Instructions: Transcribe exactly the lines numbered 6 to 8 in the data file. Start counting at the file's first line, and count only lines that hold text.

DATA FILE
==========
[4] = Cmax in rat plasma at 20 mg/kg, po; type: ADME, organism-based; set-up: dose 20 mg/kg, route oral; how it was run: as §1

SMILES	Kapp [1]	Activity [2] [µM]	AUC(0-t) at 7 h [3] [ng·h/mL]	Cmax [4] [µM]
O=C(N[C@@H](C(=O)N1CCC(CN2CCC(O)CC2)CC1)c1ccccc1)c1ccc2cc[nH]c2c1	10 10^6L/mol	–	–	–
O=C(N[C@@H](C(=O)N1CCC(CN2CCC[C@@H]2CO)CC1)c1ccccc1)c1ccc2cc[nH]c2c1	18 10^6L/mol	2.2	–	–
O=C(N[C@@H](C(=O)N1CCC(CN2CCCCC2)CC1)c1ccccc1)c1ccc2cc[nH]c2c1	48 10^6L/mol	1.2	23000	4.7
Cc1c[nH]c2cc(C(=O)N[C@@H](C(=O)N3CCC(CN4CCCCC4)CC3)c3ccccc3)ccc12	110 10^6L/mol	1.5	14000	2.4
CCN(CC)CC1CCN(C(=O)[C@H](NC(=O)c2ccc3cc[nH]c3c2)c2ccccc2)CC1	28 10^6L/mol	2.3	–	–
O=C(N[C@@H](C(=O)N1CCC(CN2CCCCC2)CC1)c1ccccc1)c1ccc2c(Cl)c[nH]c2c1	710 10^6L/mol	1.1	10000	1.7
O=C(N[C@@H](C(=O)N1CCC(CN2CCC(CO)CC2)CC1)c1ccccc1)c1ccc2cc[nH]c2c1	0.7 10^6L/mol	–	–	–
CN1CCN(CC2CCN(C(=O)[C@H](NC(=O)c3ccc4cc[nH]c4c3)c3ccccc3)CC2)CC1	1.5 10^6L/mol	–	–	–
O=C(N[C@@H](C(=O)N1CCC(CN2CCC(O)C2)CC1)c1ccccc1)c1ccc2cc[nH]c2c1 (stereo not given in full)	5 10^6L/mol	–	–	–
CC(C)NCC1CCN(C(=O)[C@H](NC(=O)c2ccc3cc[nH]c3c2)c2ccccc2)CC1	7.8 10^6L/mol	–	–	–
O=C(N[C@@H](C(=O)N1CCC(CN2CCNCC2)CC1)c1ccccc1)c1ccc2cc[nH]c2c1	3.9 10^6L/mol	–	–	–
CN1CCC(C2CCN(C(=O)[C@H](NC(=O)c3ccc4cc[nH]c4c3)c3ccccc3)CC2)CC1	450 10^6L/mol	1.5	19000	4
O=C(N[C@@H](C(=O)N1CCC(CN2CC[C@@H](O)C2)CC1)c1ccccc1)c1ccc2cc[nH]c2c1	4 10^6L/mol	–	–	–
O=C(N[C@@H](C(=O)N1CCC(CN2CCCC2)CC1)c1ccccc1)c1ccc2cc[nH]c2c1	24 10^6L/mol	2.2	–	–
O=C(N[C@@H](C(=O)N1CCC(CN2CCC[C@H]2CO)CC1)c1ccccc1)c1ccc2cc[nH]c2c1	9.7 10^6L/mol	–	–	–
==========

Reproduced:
Cc1c[nH]c2cc(C(=O)N[C@@H](C(=O)N3CCC(CN4CCCCC4)CC3)c3ccccc3)ccc12	110 10^6L/mol	1.5	14000	2.4
CCN(CC)CC1CCN(C(=O)[C@H](NC(=O)c2ccc3cc[nH]c3c2)c2ccccc2)CC1	28 10^6L/mol	2.3	–	–
O=C(N[C@@H](C(=O)N1CCC(CN2CCCCC2)CC1)c1ccccc1)c1ccc2c(Cl)c[nH]c2c1	710 10^6L/mol	1.1	10000	1.7